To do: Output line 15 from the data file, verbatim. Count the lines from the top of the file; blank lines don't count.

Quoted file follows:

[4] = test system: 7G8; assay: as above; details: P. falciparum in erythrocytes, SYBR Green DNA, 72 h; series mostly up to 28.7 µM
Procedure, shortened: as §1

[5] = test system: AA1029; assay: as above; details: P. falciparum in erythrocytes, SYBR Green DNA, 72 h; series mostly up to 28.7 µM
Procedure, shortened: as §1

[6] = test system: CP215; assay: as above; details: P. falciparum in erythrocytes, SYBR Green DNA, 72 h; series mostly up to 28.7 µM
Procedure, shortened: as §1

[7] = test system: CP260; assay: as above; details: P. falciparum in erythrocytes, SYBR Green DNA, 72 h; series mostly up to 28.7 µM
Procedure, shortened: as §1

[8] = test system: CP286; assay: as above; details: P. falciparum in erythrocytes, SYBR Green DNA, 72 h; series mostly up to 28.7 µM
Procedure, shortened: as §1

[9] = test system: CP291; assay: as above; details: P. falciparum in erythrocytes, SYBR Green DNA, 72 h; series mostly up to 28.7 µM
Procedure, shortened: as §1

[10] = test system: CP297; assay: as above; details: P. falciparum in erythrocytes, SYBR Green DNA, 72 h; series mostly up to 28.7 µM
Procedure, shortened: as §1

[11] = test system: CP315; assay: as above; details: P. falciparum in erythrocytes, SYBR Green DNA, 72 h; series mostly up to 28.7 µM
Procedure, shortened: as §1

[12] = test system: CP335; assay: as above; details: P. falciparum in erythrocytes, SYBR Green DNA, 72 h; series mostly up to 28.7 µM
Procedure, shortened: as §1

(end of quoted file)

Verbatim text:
[11] = test system: CP315; assay: as above; details: P. falciparum in erythrocytes, SYBR Green DNA, 72 h; series mostly up to 28.7 µM